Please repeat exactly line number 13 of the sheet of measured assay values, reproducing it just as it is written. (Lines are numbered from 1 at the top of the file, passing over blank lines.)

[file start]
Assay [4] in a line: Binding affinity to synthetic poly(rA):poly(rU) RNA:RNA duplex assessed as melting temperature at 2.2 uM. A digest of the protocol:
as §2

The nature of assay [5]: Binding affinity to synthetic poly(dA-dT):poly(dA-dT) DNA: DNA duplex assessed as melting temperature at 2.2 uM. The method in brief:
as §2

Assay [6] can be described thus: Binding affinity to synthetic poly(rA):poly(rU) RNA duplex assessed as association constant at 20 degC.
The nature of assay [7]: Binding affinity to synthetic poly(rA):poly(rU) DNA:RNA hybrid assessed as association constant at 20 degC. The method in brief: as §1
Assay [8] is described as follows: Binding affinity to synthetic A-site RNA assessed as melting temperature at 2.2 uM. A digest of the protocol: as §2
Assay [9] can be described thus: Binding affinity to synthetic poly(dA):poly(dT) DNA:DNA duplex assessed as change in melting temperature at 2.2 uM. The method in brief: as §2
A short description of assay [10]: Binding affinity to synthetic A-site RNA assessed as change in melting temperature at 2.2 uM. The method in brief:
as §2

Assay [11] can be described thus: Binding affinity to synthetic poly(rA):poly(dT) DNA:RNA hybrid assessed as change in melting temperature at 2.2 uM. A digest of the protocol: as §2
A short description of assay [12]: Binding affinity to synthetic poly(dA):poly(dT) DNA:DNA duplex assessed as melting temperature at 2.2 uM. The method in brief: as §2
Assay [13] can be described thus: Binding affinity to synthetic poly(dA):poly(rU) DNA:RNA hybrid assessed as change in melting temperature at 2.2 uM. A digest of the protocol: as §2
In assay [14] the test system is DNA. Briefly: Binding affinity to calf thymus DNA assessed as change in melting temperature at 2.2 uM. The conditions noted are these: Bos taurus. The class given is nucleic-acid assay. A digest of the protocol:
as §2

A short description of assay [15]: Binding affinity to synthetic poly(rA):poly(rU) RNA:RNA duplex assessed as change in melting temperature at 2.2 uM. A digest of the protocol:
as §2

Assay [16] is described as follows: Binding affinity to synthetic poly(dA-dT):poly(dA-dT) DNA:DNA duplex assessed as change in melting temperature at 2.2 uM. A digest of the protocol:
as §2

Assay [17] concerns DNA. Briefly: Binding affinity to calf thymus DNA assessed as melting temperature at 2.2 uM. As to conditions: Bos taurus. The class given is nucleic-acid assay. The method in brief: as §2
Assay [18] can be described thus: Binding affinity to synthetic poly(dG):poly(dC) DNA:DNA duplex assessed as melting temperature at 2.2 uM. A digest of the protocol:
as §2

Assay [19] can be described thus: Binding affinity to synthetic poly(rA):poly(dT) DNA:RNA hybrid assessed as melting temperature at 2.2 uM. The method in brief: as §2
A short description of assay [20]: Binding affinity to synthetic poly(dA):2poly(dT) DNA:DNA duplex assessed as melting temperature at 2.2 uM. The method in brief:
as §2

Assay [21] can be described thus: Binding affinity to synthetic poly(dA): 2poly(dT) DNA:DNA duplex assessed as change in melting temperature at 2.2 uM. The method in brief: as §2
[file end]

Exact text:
Assay [13] can be described thus: Binding affinity to synthetic poly(dA):poly(rU) DNA:RNA hybrid assessed as change in melting temperature at 2.2 uM. A digest of the protocol: as §2